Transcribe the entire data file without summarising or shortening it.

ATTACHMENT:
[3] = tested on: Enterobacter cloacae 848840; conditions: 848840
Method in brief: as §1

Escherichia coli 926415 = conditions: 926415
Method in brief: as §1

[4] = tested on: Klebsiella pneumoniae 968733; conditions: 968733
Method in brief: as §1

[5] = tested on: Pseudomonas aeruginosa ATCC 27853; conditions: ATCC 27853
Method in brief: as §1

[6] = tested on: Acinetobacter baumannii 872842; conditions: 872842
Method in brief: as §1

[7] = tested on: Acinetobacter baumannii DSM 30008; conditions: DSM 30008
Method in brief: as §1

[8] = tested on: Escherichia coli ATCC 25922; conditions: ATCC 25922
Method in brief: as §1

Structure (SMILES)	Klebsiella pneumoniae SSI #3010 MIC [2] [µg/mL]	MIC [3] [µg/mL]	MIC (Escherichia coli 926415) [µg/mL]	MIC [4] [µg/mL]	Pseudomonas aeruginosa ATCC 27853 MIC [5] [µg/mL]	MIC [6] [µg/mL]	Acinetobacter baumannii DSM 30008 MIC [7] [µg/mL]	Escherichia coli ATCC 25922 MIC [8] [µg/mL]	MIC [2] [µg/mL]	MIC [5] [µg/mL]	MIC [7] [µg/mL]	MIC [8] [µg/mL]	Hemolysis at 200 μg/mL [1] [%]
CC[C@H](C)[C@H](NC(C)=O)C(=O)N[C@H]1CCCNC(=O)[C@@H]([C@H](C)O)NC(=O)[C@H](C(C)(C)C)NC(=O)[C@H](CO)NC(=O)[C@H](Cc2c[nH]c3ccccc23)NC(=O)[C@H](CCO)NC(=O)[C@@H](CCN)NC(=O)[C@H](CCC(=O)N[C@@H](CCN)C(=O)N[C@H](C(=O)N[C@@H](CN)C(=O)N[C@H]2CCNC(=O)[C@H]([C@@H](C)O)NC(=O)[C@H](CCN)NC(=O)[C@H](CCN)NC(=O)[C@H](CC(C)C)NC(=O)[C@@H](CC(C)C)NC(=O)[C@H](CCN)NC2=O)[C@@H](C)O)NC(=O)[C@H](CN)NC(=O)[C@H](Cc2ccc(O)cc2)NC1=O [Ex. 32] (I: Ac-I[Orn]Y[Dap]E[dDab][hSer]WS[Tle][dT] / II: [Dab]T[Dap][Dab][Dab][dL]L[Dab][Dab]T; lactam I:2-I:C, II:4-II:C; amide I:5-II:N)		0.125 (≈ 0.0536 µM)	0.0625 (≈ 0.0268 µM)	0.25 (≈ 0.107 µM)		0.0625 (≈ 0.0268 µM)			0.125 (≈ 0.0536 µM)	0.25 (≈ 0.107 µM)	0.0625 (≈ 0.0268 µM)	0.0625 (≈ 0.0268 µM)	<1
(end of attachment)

[3] = tested on: Enterobacter cloacae 848840; conditions: 848840
Method in brief: as §1

Escherichia coli 926415 = conditions: 926415
Method in brief: as §1

[4] = tested on: Klebsiella pneumoniae 968733; conditions: 968733
Method in brief: as §1

[5] = tested on: Pseudomonas aeruginosa ATCC 27853; conditions: ATCC 27853
Method in brief: as §1

[6] = tested on: Acinetobacter baumannii 872842; conditions: 872842
Method in brief: as §1

[7] = tested on: Acinetobacter baumannii DSM 30008; conditions: DSM 30008
Method in brief: as §1

[8] = tested on: Escherichia coli ATCC 25922; conditions: ATCC 25922
Method in brief: as §1

Structure (SMILES)	Klebsiella pneumoniae SSI #3010 MIC [2] [µg/mL]	MIC [3] [µg/mL]	MIC (Escherichia coli 926415) [µg/mL]	MIC [4] [µg/mL]	Pseudomonas aeruginosa ATCC 27853 MIC [5] [µg/mL]	MIC [6] [µg/mL]	Acinetobacter baumannii DSM 30008 MIC [7] [µg/mL]	Escherichia coli ATCC 25922 MIC [8] [µg/mL]	MIC [2] [µg/mL]	MIC [5] [µg/mL]	MIC [7] [µg/mL]	MIC [8] [µg/mL]	Hemolysis at 200 μg/mL [1] [%]
CC[C@H](C)[C@H](NC(C)=O)C(=O)N[C@H]1CCCNC(=O)[C@@H]([C@H](C)O)NC(=O)[C@H](C(C)(C)C)NC(=O)[C@H](CO)NC(=O)[C@H](Cc2c[nH]c3ccccc23)NC(=O)[C@H](CCO)NC(=O)[C@@H](CCN)NC(=O)[C@H](CCC(=O)N[C@@H](CCN)C(=O)N[C@H](C(=O)N[C@@H](CN)C(=O)N[C@H]2CCNC(=O)[C@H]([C@@H](C)O)NC(=O)[C@H](CCN)NC(=O)[C@H](CCN)NC(=O)[C@H](CC(C)C)NC(=O)[C@@H](CC(C)C)NC(=O)[C@H](CCN)NC2=O)[C@@H](C)O)NC(=O)[C@H](CN)NC(=O)[C@H](Cc2ccc(O)cc2)NC1=O [Ex. 32] (I: Ac-I[Orn]Y[Dap]E[dDab][hSer]WS[Tle][dT] / II: [Dab]T[Dap][Dab][Dab][dL]L[Dab][Dab]T; lactam I:2-I:C, II:4-II:C; amide I:5-II:N)		0.125 (≈ 0.0536 µM)	0.0625 (≈ 0.0268 µM)	0.25 (≈ 0.107 µM)		0.0625 (≈ 0.0268 µM)			0.125 (≈ 0.0536 µM)	0.25 (≈ 0.107 µM)	0.0625 (≈ 0.0268 µM)	0.0625 (≈ 0.0268 µM)	<1